A blood pressure reading is made up of 2 numbers that are measured in millimeters of mercury (mmHg). There is a top number over a bottom number. The top number is the systolic pressure. The bottom number is the diastolic pressure. A normal blood pressure is a systolic pressure less than 120 mmHg over a diastolic pressure less than 80 mmHg. Low blood pressure or hypotension is generally defined as a systolic blood pressure less than 90 mmHg. However, any drop in blood pressure greater than 40 mmHg from your normal baseline may be considered low blood pressure for you. Generally, the lower the blood pressure you have the better. However, it becomes a problem when it becomes too low and causes symptoms.
Orthostatic hypotension is a type of low blood pressure that occurs only when you change position from lying or sitting to standing. Any drop in systolic pressure of 20 mmHg or diastolic pressure of 10 mm Hg when standing is significant. This drop in blood pressure can cause dizziness, lightheadedness, or fainting. Orthostatic hypotension is most commonly related to low blood volume or an abnormal neurological reflex. It's also more common as we age. However, it can be a sign of an underlying illness that may need further tests.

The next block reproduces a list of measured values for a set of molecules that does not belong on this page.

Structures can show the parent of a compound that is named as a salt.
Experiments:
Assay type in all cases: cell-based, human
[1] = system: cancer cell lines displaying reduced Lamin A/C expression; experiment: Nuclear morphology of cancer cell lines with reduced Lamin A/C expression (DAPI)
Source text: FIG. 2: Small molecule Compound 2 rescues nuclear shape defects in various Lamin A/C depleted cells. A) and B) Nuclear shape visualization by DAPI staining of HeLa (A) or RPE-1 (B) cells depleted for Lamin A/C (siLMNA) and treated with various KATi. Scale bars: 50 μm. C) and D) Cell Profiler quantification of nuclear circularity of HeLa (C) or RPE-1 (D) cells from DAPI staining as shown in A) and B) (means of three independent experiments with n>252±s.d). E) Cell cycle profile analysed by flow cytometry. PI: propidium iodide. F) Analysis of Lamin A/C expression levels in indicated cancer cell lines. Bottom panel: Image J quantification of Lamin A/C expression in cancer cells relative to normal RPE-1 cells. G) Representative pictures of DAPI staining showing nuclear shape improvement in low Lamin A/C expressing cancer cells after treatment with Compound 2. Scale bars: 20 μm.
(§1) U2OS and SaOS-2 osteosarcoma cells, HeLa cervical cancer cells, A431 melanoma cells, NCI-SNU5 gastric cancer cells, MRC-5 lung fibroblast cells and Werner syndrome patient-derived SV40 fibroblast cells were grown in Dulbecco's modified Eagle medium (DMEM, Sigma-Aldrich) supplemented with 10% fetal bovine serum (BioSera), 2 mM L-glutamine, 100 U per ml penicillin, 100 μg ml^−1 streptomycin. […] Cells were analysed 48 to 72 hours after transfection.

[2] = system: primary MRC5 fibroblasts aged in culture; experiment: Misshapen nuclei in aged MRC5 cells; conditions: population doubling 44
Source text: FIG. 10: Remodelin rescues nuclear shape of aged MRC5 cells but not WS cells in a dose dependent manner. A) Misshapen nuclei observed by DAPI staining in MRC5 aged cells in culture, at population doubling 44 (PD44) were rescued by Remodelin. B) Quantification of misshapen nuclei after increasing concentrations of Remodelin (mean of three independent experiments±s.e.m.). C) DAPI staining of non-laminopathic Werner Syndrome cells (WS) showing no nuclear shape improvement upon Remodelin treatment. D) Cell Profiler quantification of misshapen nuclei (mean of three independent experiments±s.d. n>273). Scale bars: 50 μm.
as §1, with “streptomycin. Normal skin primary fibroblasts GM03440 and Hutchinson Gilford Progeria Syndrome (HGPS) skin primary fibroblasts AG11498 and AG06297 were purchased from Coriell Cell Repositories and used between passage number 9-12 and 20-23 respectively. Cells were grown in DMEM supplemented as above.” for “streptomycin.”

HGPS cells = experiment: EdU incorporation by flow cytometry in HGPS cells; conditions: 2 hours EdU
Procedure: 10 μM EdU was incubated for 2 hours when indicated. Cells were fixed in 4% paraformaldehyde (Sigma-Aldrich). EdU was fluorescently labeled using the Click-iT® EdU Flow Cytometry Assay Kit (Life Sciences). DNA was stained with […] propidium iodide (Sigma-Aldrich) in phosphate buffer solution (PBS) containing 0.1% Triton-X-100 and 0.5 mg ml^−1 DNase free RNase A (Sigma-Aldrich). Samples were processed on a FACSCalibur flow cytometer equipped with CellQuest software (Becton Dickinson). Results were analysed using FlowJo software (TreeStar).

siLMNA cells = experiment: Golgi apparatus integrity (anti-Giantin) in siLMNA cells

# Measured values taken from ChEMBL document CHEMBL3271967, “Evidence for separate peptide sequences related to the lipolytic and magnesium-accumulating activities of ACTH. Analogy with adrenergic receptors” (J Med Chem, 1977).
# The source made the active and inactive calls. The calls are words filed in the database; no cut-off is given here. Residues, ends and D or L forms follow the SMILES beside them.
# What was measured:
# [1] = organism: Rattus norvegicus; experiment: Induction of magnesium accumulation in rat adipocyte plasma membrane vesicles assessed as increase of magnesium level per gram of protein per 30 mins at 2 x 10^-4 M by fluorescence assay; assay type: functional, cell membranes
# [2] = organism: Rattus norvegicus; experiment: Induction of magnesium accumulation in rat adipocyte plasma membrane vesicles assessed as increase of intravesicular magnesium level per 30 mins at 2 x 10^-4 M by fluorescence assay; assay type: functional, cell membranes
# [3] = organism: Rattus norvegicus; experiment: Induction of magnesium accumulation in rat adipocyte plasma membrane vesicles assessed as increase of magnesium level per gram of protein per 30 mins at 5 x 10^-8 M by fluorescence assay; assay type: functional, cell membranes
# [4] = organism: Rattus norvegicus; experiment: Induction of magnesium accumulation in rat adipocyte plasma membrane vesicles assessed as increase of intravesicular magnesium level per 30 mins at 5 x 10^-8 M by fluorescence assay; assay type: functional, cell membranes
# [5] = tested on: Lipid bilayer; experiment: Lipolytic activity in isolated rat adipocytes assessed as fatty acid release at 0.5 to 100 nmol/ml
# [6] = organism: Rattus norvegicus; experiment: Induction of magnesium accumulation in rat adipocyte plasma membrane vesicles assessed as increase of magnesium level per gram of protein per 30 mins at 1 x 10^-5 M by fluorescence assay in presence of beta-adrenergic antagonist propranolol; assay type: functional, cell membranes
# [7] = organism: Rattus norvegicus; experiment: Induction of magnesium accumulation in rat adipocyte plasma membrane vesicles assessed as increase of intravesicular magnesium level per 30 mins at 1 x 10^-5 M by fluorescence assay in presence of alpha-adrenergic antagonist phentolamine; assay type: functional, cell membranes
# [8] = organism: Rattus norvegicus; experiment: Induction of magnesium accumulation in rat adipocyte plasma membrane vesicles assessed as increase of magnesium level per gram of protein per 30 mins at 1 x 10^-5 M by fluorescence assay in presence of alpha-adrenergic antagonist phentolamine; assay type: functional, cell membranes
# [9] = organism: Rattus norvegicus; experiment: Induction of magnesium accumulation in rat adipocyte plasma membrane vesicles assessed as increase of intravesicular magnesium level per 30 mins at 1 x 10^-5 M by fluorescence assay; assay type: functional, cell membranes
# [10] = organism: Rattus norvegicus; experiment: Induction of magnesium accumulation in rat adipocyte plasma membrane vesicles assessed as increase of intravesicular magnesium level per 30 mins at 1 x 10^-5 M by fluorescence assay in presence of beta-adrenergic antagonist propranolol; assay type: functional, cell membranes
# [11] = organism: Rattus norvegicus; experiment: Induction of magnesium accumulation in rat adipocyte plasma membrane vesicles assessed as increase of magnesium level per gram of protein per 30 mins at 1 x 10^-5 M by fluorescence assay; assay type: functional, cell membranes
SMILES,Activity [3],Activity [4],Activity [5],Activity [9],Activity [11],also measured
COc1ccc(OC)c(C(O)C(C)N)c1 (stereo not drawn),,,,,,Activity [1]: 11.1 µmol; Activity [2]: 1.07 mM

Some medicines can cause orthostatic hypotension. These include:
High blood pressure medicines
Water pills (diuretics)
Some heart medicines
Pain, anxiety, sedative, and sleep medicines
Other causes include:
Dehydration from vomiting, diarrhea, or not getting enough fluids
Blood loss, such as bleeding from the stomach or intestines
Neurological diseases that affect the autonomic nervous system
Treatment will depend on what is causing your low blood pressure.
Follow these guidelines when caring for yourself at home:
Rest until your symptoms get better.
Change positions slowly from lying to standing. When getting out of bed, sit on the side of the bed with your legs down for at least 30 seconds before standing. This gives your body time to adjust to the position change.
Follow the treatment plan described by your healthcare provider.
Follow up with your healthcare provider, or as advised.
Call your healthcare provider right away if any of these occur:
Mild dizziness or lightheadedness
Small amount of black or red color, or blood, in your stools or vomit
Diarrhea or vomiting that doesn’t go away
Not being able to eat or drink
Fever of 100.4°F (38°C) or higher, or as advised by your provider
Burning feeling when you pee
Fainting; or severe dizziness or lightheadedness
Large amount of black or red color, or blood, in your stools or vomit
Abnormal chest pain or trouble breathing